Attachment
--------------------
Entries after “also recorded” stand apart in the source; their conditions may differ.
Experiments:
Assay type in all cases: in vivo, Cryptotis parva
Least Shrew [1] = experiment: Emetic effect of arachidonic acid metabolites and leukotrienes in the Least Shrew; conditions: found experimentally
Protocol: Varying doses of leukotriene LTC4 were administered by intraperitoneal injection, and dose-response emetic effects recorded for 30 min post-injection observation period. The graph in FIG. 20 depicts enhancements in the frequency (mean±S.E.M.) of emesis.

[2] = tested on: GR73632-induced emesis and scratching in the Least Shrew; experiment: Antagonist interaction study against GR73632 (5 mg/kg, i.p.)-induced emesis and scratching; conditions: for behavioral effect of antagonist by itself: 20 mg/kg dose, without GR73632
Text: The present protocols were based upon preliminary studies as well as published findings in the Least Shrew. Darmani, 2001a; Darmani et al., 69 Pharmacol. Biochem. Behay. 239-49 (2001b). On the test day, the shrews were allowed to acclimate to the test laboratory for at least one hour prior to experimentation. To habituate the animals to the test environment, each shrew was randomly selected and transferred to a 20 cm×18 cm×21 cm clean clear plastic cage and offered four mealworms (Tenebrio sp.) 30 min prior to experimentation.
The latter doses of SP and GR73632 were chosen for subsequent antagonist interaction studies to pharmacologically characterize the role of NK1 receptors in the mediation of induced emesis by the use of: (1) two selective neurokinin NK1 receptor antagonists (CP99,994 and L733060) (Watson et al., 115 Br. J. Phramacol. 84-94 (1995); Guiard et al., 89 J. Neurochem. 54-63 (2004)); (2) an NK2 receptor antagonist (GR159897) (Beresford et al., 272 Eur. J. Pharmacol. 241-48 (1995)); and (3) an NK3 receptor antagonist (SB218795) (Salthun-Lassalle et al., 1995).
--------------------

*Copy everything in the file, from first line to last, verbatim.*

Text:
Entries after “also recorded” stand apart in the source; their conditions may differ.
Experiments:
Assay type in all cases: in vivo, Cryptotis parva
Least Shrew [1] = experiment: Emetic effect of arachidonic acid metabolites and leukotrienes in the Least Shrew; conditions: found experimentally
Protocol: Varying doses of leukotriene LTC4 were administered by intraperitoneal injection, and dose-response emetic effects recorded for 30 min post-injection observation period. The graph in FIG. 20 depicts enhancements in the frequency (mean±S.E.M.) of emesis.

[2] = tested on: GR73632-induced emesis and scratching in the Least Shrew; experiment: Antagonist interaction study against GR73632 (5 mg/kg, i.p.)-induced emesis and scratching; conditions: for behavioral effect of antagonist by itself: 20 mg/kg dose, without GR73632
Text: The present protocols were based upon preliminary studies as well as published findings in the Least Shrew. Darmani, 2001a; Darmani et al., 69 Pharmacol. Biochem. Behay. 239-49 (2001b). On the test day, the shrews were allowed to acclimate to the test laboratory for at least one hour prior to experimentation. To habituate the animals to the test environment, each shrew was randomly selected and transferred to a 20 cm×18 cm×21 cm clean clear plastic cage and offered four mealworms (Tenebrio sp.) 30 min prior to experimentation.
The latter doses of SP and GR73632 were chosen for subsequent antagonist interaction studies to pharmacologically characterize the role of NK1 receptors in the mediation of induced emesis by the use of: (1) two selective neurokinin NK1 receptor antagonists (CP99,994 and L733060) (Watson et al., 115 Br. J. Phramacol. 84-94 (1995); Guiard et al., 89 J. Neurochem. 54-63 (2004)); (2) an NK2 receptor antagonist (GR159897) (Beresford et al., 272 Eur. J. Pharmacol. 241-48 (1995)); and (3) an NK3 receptor antagonist (SB218795) (Salthun-Lassalle et al., 1995).